[On-Demand Webinar] The State of the TCPA in 2020

Trying to keep up with the TCPA guidelines is almost like chasing a moving target – the scope and framework of the regulation undergo constant changes. 

Despite its revisions, calling and text messaging technology evolve at a much faster pace and the TCPA statute tends to lag the pace of innovation. As a result, the Federal Communications Commission (FCC) blankets all new technology with more or less the same provisions since the inception of the TCPA in 1991 - until now.

Nevertheless, no matter how fast-moving it seems, staying on the right side of the law and making sure your customer outreach campaigns are not violating the TCPA rulebook is of utmost importance.


Because the penalties for TCPA violations are serious - a minimum of $500 per call or text message and as high as $1500 per call or text message if you violate the statute willfully.  You’re potentially looking at a multi-million dollar exposure for every violation.

To help you understand these nuances and figure out how they apply to your business, our Director of Customer Success, Nick Cahill, hosted a very special webinar with the TCPA Czar himself, the legendary Eric J. Troutman

Having served as legal counsel in over 150 nationwide class actions and litigated over a 1000 individual TCPA suits, Eric is THE authority in the TCPA space. He also regularly advocates to the FCC and Congress for TCPA reform and helps his clients understand the intricacies and pitfalls of this critical legislation. Additionally, Eric is also the lead author and editor at TCPAWorld, a blog that gives a detailed analysis of TCPA cases and is really an encyclopedia on the TCPA landscape.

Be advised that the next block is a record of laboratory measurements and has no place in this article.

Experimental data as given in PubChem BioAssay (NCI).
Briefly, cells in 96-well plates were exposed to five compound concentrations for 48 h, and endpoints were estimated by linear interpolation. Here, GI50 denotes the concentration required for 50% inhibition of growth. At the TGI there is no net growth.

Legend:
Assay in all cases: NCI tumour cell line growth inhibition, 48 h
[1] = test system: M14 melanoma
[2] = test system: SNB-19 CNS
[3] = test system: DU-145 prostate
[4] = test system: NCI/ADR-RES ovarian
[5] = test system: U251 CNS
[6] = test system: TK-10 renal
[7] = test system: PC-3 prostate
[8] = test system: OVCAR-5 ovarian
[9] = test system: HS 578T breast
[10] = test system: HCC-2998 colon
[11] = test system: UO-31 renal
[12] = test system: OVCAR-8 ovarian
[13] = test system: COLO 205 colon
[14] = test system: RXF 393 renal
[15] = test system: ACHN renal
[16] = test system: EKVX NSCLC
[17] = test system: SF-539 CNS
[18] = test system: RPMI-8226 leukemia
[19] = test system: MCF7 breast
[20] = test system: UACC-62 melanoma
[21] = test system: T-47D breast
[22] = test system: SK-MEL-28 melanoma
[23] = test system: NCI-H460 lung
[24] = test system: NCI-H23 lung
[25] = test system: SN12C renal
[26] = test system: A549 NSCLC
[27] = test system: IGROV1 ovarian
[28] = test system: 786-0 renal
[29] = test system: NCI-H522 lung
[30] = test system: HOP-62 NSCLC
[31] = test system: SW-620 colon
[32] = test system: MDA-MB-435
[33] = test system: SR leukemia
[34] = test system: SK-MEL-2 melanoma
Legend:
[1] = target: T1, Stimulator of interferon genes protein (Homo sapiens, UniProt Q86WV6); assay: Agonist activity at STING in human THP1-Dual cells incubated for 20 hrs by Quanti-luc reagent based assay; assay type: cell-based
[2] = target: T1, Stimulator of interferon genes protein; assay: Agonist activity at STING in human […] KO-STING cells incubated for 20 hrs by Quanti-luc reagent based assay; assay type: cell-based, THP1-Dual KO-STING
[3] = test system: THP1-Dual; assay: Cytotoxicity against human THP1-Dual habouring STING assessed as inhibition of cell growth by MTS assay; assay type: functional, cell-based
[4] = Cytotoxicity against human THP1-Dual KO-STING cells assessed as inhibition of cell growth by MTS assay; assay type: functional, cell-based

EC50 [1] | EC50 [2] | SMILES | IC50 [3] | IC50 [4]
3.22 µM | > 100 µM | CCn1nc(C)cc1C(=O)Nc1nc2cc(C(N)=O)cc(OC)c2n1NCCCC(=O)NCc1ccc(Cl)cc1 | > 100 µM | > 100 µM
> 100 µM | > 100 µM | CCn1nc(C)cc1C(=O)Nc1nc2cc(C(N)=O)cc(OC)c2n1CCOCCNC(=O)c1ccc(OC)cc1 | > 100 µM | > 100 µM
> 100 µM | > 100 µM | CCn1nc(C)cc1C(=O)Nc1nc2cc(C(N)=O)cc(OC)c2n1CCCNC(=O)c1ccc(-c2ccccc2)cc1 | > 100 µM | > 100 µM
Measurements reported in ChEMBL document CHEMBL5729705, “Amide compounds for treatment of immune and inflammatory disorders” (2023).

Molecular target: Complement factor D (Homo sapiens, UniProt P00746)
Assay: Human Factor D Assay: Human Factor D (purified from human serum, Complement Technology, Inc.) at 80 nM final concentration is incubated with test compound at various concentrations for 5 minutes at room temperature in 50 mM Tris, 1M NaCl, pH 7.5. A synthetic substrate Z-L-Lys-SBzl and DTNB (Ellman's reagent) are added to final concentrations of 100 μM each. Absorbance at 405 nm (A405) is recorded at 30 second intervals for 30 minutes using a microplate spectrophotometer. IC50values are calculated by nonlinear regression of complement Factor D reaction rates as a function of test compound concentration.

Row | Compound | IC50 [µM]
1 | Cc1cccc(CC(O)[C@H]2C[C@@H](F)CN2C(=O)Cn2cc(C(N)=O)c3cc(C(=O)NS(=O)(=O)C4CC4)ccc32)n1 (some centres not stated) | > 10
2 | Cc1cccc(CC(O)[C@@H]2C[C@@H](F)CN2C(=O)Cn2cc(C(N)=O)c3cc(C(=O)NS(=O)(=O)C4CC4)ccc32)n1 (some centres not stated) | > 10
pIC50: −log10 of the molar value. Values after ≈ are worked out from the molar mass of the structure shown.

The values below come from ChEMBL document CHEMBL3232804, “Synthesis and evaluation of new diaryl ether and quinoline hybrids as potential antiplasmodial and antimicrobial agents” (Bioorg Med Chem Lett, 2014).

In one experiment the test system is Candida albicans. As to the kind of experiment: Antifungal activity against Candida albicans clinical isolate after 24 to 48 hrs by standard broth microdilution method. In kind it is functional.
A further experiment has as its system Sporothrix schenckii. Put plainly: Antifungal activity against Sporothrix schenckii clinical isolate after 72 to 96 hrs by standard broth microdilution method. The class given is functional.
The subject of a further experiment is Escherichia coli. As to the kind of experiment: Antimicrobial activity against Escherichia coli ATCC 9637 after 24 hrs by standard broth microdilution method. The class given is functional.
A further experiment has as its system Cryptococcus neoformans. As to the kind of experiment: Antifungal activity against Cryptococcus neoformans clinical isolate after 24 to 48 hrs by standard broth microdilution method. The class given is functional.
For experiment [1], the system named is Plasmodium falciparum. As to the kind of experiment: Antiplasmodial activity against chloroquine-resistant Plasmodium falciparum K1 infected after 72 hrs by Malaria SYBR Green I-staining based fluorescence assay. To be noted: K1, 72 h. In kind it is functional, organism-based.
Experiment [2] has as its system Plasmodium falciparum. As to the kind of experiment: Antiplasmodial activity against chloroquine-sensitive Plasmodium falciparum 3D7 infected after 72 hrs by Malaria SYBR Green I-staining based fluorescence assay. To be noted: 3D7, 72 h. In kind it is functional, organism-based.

“On the whole, the TCPA seems like such a simple statute – but in reality, it’s exceedingly ambiguous.  The huge run-up of TCPA cases that we’re now seeing in federal court is shifting the law in one way or the other. The judge-specific evolution of the TCPA law is happening in a patchwork fashion and that’s what continues to make its scope so vague and the process of deciphering it so confusing.” - TCPA Czar, Eric J. Troutman

Here are some key takeaways from the webinar:

TCPA in the context of automated outreach platforms

In this mass of ambiguity, there’s one thing that’s crystal clear- if you’re in the customer outreach game, you fall under the purview of the TCPA statute. If you’re using any form of an automatic telephone dialing system (ATDS) for your customer communication, you have to obtain the right level of ex consent from your customers before you send a message or make a call. In the context of TCPA, the customer whose consent you should obtain refers to the subscriber of that particular phone number.

TCPA in the context of manual outreach platforms

If you are using a one-to-one business messaging platform whereby sufficient human intervention is needed to reach out to a customer, then the TCPA does not apply to you. You can manually contact a person on their mobile device without their consent for informational and marketing purposes with a very important exception – the Do-Not-Contact (DNC) rules. 

The FCC created the National Do Not Call Registry, also known as the DNC, and put in place regulations that prohibit telemarketers from contacting customers on that list. To interact with people on this list, even if done on a one-to-one basis, you have to have either an established business relationship, some sort of an inquiry or express written consent. 

TCPA and the ATDS ambiguity

Pre-recorded calls from random or sequentially generated numbers without consent are prohibited by the TCPA. Period. But that’s the extent of clarity the legislation presents when it comes to the definition of ATDS and its scope. 

There are various schools of thought when it comes to the interpretation of robocalls and different judges paraphrase the definition and apply it to different contexts in different ways. That creates a whole lot of ambiguity on what’s classified as a robocall made using an ATDS and what’s not. The matter is currently under the consideration of the Supreme Court as a part of a petition brought by Facebook where the court will decide the right reading of the definition of ATDS.


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